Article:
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Clinical assessment of the amount of alcohol that has been consumed by a patient presenting to the emergency department is notoriously difficult. How should the caring professions respond to the “Epidemic of Binge Drinking in the United Kingdom (UK)”?1 Alcohol is a drug like any other, which depresses inhibitions initially, but is legal and used by 90% of society, including the medical profession.2
This paper, a work from twelve countries, defines the accuracy of clinical assessment (ICD-10 Y91) by comparison with alcohol breathalyser readings (ICD-10 Y90). It is well worked, multinational, with robust methodologies supported by the World Health Organization (WHO).
The paper shows that approximately 95% of patients, with blood alcohol concentrations (BAC—as measured by breathalyser) below 60 mg per 100 ml of blood, were correctly diagnosed as being not intoxicated. Approximately 85% of patients with BAC above 60 mg% were correctly assessed as being intoxicated. However, there was a low incidence of alcohol intake in this population of 4798 patients; approximately 80% had not been drinking alcohol within six hours of attending the emergency room.
The measurement instrument RAPS4—developed from optimal items across several screening instruments, including the well known CAGE questionnaire—does effectively detect dependency.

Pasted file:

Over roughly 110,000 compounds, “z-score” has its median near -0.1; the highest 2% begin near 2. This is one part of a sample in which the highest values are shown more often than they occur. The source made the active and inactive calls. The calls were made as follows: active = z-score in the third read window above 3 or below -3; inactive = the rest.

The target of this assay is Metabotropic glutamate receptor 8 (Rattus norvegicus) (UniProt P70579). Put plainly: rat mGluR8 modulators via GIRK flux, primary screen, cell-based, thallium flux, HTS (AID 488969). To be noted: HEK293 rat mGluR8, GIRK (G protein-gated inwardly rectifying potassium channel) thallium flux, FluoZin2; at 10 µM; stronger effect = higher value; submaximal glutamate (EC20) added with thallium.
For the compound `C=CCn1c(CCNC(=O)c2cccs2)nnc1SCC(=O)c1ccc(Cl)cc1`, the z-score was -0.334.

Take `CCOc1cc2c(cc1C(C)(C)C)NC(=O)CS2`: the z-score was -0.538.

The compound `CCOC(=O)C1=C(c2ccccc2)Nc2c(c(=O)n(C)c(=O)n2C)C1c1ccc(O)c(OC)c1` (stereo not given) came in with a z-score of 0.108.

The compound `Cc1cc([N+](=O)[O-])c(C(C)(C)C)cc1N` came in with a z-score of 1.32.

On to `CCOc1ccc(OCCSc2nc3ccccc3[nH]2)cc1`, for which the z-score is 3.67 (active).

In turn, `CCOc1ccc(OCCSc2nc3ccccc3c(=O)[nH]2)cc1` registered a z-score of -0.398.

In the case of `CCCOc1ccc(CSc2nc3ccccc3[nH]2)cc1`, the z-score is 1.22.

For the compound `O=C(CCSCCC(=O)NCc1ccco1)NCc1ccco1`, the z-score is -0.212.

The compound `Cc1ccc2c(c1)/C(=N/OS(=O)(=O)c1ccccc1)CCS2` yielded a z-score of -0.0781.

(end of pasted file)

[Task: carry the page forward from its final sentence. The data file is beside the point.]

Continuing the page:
This paper, therefore, really confirms what we all suspect: that clinical assessment is difficult and for it to be of use clinicians need training.
So how does this paper affect our own practices in the UK? Training in the detection and management of alcohol misuse is judged as important,2 and this paper from Cherpitel et al emphasises this need. Emergency department staff, who may be inexperienced, need to be able to make pragmatic, prompt management decisions. The key question is “Is the patient a hazardous drinker who warrants referral for brief intervention with an alcohol health worker (AHW)”?3–5 as opposed to “Is the patient intoxicated at presentation to the accident and emergency department”?
The ICD-10 classifications do not answer this—hence their limitation.
If a patient is alert and orientated, then detecting hazardous drinking by questionnaire is effective. Use of breathalysers is perceived as judgemental causing resentment.
Patients, not alert and orientated, warrant blood alcohol levels to help clinical decision making,6–8 and to flag up possible alcohol misuse for later definition with questionnaire—for example, the Paddington Alcohol Test.
Cherpitel et al contribute to the literature by highlighting the need for accident and emergency department staff to be trained in assessing patients for possible alcohol misuse, and, further, that the WHO has no coding for the binge or dependent drinker. Such detection should trigger the offer of referral to the AHW, thereby making maximum use of the “teachable moment”.5
Alcohol abuse remains a major challenge in our everyday practice and the time has come to move from the reactive approach of dealing with the immediate problem to referring patients for proactive management of problem drinking. We have a long way to go before the recommendation from the Royal College of Physicians, that every acute trust must have their own AHW,9 is met.